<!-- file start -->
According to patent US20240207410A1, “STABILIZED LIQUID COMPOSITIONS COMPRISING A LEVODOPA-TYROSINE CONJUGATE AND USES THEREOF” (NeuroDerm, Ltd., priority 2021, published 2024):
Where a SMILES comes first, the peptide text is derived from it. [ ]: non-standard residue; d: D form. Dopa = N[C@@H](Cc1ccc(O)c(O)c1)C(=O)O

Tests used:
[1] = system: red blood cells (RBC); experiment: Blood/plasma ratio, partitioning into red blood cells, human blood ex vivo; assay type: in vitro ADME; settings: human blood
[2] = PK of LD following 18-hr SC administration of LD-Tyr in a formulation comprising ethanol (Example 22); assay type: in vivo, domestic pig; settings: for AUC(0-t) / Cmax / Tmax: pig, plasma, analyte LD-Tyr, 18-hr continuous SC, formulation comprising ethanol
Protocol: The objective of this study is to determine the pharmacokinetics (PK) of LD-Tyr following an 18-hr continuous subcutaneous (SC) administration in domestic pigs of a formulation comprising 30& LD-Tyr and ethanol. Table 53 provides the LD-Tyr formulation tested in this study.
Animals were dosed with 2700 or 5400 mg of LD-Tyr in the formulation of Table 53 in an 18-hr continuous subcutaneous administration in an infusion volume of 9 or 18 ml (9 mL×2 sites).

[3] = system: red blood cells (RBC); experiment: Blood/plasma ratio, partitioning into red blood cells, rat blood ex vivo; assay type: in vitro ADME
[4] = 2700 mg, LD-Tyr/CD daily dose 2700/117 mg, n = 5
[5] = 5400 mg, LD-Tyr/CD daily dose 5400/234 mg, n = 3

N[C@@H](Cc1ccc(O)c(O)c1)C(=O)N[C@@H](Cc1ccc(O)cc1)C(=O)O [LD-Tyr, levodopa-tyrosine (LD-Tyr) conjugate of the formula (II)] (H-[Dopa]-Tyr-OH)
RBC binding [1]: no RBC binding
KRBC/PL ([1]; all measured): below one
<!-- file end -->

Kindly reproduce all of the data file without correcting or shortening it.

According to patent US20240207410A1, “STABILIZED LIQUID COMPOSITIONS COMPRISING A LEVODOPA-TYROSINE CONJUGATE AND USES THEREOF” (NeuroDerm, Ltd., priority 2021, published 2024):
Where a SMILES comes first, the peptide text is derived from it. [ ]: non-standard residue; d: D form. Dopa = N[C@@H](Cc1ccc(O)c(O)c1)C(=O)O

Tests used:
[1] = system: red blood cells (RBC); experiment: Blood/plasma ratio, partitioning into red blood cells, human blood ex vivo; assay type: in vitro ADME; settings: human blood
[2] = PK of LD following 18-hr SC administration of LD-Tyr in a formulation comprising ethanol (Example 22); assay type: in vivo, domestic pig; settings: for AUC(0-t) / Cmax / Tmax: pig, plasma, analyte LD-Tyr, 18-hr continuous SC, formulation comprising ethanol
Protocol: The objective of this study is to determine the pharmacokinetics (PK) of LD-Tyr following an 18-hr continuous subcutaneous (SC) administration in domestic pigs of a formulation comprising 30& LD-Tyr and ethanol. Table 53 provides the LD-Tyr formulation tested in this study.
Animals were dosed with 2700 or 5400 mg of LD-Tyr in the formulation of Table 53 in an 18-hr continuous subcutaneous administration in an infusion volume of 9 or 18 ml (9 mL×2 sites).

[3] = system: red blood cells (RBC); experiment: Blood/plasma ratio, partitioning into red blood cells, rat blood ex vivo; assay type: in vitro ADME
[4] = 2700 mg, LD-Tyr/CD daily dose 2700/117 mg, n = 5
[5] = 5400 mg, LD-Tyr/CD daily dose 5400/234 mg, n = 3

N[C@@H](Cc1ccc(O)c(O)c1)C(=O)N[C@@H](Cc1ccc(O)cc1)C(=O)O [LD-Tyr, levodopa-tyrosine (LD-Tyr) conjugate of the formula (II)] (H-[Dopa]-Tyr-OH)
RBC binding [1]: no RBC binding
KRBC/PL ([1]; all measured): below one